Although the Charities Aid Foundation states that the amount of money going to charity as a whole rose from GB£ 9.7 billion in 2016 to GB£ 10.3 billion in 2017, the latest year for which data is available, the arts are the least popular charitable cause, receiving just 1% of the total amount given to charitable causes. At a time of economic difficulties when charities and good causes in many sectors are finding fundraising challenging, there is anecdotal evidence that some existing and prospective individual donors may be turning their attention to other areas of need.
An annual survey that assessed the extent of private sector investment in culture was discontinued after Arts and Business (A&B) lost its Arts Council England grant in 2011 and was forced to make about 80% of its staff redundant. A&B was absorbed into the Prince of Wales’s charity, Business in the Community (BITC), but there was insufficient money to continue the survey and the majority of its previous tasks. The final A&B survey for 2011/12 indicated that business support for the arts/culture in the UK was GB£ 113.8 million (broadly the same as the previous year), individuals gave GB£ 372.9 million (an increase of 6.5%) and trusts and foundations GB£ 173.8 million (a 15.8% increase). It also revealed a considerable imbalance between London and the rest of the country, with over 80% going to organisations in the capital. Subsequently, ACE has commissioned from mtm two three- yearly surveys on Private Sector Investment in Culture that cover England.
The first, for 2014/15, was published in 2016 and indicated that business support was GB£ 96 million, individual giving was GB£ 245 million and trusts and foundations provided GB£ 139 million. Some 60% of total private support went to the 50 largest organisations. A further report covering Private Investment in Arts and Culture was published in 2019 and indicated GB£ 545 million came from private sources in 2017/18. Individual giving still represented the largest amount at 43% of the total, while trusts and foundations contributed 38% and business 18%. The visual arts and museums sectors were the biggest beneficiaries representing half the total of private investment, but there were increases to all sectors except literature. Although the same methodology was used, the respondent samples were different and so comparisons need to be treated with caution. Significantly, 91% of the 889 respondents received some form of private investment.
In 2018/19 cultural organisations supported by DCMS attracted almost GB£ 436 million in fund- raising, including trading income and also the value of donated objects to museums and galleries.
Several initiatives were instituted by DCMS in conjunction with Arts Council England and others to help cultural organisations develop new revenue streams in the context of public expenditure cutbacks. These included the GB£ 100 million Catalyst Fund, which offers organisations assistance to diversify their income, develop philanthropic donations and endowments and help them become resilient and sustainable in the longer term. In addition, ACE has funded a number of pilot business support programmes with the same objective (see chapter 2.8)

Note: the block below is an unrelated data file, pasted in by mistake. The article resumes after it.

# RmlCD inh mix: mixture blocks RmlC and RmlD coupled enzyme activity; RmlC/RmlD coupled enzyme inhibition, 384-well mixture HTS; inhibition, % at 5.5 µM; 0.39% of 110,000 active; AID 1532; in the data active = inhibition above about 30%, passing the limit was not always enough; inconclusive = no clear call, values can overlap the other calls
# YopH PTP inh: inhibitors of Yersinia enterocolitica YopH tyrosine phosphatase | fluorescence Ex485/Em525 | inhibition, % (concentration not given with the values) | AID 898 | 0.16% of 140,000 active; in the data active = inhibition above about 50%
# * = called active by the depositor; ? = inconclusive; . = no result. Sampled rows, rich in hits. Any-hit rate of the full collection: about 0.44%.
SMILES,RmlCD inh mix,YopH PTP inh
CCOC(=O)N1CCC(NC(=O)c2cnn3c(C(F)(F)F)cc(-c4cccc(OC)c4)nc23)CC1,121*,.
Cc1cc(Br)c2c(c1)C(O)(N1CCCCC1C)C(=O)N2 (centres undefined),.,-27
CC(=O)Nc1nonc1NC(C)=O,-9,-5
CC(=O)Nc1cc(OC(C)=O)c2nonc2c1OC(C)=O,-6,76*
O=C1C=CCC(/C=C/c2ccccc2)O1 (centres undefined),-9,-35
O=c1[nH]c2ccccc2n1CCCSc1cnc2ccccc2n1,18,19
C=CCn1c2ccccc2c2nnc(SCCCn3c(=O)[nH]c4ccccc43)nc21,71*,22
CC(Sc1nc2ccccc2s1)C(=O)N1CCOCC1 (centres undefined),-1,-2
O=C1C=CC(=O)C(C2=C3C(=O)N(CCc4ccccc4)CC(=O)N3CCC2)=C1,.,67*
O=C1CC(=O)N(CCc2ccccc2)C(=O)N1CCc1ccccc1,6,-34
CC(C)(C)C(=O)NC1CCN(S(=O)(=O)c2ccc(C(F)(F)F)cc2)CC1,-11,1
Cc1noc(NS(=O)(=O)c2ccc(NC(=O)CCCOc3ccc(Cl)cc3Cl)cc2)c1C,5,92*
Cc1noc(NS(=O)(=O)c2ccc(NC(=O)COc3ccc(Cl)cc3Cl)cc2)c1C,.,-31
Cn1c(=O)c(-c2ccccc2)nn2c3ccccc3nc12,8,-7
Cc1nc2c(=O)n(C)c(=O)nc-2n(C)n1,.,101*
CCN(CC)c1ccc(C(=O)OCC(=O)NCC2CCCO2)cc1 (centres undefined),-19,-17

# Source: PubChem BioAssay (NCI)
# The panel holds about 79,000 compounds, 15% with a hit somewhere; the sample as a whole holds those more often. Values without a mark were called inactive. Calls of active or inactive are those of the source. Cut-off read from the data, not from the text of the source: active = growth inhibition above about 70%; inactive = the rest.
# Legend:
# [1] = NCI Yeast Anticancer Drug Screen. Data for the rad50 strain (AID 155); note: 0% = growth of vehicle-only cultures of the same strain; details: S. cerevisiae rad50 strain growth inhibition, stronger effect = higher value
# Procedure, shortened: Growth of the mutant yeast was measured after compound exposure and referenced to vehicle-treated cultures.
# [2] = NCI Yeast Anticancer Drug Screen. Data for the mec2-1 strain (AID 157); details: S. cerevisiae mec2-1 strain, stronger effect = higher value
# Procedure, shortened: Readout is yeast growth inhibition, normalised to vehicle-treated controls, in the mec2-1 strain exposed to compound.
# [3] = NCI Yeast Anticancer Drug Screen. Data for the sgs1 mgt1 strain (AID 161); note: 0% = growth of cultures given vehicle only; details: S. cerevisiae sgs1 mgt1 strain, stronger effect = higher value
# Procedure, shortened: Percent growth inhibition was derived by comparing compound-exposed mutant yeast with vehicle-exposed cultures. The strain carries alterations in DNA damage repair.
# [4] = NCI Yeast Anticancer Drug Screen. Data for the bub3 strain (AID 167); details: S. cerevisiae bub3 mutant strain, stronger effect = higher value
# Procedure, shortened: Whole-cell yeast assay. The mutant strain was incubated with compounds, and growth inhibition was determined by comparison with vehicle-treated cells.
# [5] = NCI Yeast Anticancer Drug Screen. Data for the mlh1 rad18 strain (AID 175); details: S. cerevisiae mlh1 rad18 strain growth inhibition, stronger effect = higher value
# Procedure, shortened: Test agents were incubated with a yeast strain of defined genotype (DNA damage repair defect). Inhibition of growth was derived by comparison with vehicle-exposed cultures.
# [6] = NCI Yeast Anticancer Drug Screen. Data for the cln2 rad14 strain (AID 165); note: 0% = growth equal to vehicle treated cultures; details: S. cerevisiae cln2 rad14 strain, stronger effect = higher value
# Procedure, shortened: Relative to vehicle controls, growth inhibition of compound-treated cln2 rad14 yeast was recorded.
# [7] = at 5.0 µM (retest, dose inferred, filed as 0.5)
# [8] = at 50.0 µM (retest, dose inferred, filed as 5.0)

Due to reductions in local government funding, arts organisations turned increasingly to trustsand foundations for assistance. Many of these have been generous in their support in recent years and some have also begun to provide core funding to arts organisations, whereas in the past funds would have been restricted to projects.
Proceeds from the National Lottery (after allocations for prizes, government tax, commission for retailers of tickets etc. and profits to the operating company) are provided for good causes, which are shared as follows: Health, education, environment and charitable causes (40%); Arts (20%); Heritage (20%); and Sport (20%) across the four UK nations. Since the first Lottery draw in 1994, more than GB£ 40 billion has been raised for over 565,000 good cause projects. Many of the grants have been under GB£ 10,000. In the financial year 2018-19, GB£ 1.6 billion was raised for good causes.
Initially, when the National Lottery was established, funds for the arts could only be spent on capital projects, not least to avoid any temptation future governments might have to use Lottery money as a substitute for government funds. This focus helped to rebuild and refurbish the cultural infrastructure. However, after a few years the nature of arts funding via the Lottery started changing, with government policy directions to allocate more of it to support smaller arts projects and later arts organisations. Today the arts in England and Wales are increasingly supported via Lottery funds. Not only has there been a significant expansion of funds for participatory and community arts and local heritage initiatives, but funds have been made available to artists, arts and cultural organisations and research in the sector. There is no doubt this is having a transformative effect on arts and culture, but at the same time there is concern that it is increasingly being used in place of government funds. Perhaps this has been fortuitous during a period of austerity policies, but it can be problematic given that lottery funding streams are dependent on income and in 2015-16 and 2016-2017 there were falls in Lottery ticket sales.